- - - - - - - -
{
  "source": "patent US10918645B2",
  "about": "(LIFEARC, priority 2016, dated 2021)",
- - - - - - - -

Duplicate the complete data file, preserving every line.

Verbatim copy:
{
  "source": "patent US10918645B2",
  "about": "(LIFEARC, priority 2016, dated 2021)",